Child Protection




Feature Stories


Children who live and work on the street

© UNICEF/MLIA2009/Traore
A child uses a used plastic peanut butter container with a string attached to collect loose change.

Mali remains one of the poorest countries in the world. Over the past few years, largely due to foreign aid and investment, the country has experienced remarkable political stability, strengthening of the democratic process and the beginning of decentralization.

Little data exists on the situation of vulnerable children, their exploitation and abuse, though a link between economic need, cultural and traditional factors, poverty and exploitation is certain. The national survey on child labour conducted in 2005 revealed that working children are a real cause for concern, especially girls from rural areas who work as domestic labour. Other fragmented surveys  show that 50 per cent of children and 40 per cent of parents have little knowledge of children’s rights and international conventions.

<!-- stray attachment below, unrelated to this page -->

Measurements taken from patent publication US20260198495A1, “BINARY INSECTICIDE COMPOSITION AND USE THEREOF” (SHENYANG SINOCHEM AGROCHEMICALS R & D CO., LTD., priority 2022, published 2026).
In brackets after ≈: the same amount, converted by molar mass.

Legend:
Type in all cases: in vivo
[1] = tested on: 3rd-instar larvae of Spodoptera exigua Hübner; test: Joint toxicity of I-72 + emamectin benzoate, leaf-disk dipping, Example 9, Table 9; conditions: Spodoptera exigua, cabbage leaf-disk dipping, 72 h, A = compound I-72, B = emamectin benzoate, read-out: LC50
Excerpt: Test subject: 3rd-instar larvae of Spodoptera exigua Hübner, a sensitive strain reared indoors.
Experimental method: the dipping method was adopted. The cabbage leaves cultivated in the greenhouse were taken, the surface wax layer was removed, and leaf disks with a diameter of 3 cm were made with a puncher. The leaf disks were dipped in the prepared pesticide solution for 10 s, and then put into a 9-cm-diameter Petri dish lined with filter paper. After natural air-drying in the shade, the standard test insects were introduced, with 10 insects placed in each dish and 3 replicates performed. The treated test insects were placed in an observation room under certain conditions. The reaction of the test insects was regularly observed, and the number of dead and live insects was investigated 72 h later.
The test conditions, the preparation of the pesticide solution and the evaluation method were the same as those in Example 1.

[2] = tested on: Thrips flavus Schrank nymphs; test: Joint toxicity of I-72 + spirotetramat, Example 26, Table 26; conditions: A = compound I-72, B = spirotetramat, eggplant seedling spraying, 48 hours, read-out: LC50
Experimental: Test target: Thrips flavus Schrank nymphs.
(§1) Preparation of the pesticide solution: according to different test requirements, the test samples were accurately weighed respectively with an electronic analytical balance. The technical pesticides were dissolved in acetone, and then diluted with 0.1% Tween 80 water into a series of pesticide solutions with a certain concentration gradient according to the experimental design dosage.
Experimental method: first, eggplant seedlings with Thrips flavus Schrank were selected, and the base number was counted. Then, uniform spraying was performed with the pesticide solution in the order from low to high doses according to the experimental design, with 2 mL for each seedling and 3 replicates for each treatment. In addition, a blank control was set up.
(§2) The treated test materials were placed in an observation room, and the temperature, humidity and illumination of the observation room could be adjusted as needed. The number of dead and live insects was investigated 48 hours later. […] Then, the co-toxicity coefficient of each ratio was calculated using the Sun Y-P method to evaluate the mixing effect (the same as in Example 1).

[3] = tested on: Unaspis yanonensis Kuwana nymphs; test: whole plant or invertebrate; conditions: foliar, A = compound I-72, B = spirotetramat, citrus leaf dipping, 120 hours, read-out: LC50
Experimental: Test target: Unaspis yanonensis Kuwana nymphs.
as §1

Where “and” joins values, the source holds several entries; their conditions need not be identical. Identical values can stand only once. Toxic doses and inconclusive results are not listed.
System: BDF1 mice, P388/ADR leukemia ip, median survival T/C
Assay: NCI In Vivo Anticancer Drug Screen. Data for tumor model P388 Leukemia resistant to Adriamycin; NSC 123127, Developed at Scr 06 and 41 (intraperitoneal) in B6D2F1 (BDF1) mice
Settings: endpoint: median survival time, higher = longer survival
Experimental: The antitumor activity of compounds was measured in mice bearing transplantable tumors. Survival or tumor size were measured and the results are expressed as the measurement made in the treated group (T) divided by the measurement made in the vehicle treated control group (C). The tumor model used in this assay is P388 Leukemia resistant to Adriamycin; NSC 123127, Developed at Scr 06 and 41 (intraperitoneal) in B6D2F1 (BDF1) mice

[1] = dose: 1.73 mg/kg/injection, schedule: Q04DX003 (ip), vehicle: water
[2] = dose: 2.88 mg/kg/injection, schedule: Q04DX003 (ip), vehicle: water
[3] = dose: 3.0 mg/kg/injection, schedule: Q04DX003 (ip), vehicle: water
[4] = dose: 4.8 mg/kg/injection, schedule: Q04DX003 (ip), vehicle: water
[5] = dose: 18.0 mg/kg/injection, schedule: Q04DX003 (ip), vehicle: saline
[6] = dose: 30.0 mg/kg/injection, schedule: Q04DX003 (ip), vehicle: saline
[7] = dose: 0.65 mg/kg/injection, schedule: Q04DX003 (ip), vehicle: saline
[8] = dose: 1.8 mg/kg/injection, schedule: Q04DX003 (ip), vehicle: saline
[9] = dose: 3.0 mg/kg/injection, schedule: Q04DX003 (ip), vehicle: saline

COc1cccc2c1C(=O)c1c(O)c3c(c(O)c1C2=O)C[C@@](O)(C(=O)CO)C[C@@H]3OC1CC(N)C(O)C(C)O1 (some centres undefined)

Currently, there are a growing number of orphans and other vulnerable children living in Bamako and other major cities of Mali. Most of these children come from poor families, separated/divorced couples and families affected by HIV/AIDS. There are also many abandoned children or children fleeing violence, parental abuse and abuse by koranic school teachers to whom they are entrusted.

These children, many of whom come from surrounding and distant villages, flock into the slums of the capital and major cities. A vast majority work of children who live on the street get by via begging (almost 67 per cent), stealing (6 per cent), and charity 8 per cent), or though some form of support from their parents (2 per cent). Six per cent of children who live on the street must work on to make ends meet, often as sex workers. These vulnerable children are living on the margins. 

Almost all children attending Koranic school in Bamako come from Mopti, Segou and Kayes regions. These children are socially excluded from education and health services, and are extremely vulnerable to physical abuse (assault and sexual violence), health and epidemiological risks (HIV/AIDS and opportunitistic infections due to unsanitary living conditions) and psychological risks (behavioural disorders).  These migrant children are also the most vulnerable to trafficking, sexual and economic exploitation.

Child protection is exacerbated by community-based traditions, rural-to-urban migration, a poor connection between basic and specialized services for rehabilitation and reintegration, and inadequate knowledge and capacity of stakeholders at various levels. All of these gaps combine to allow children to become increasingly vulnerable.



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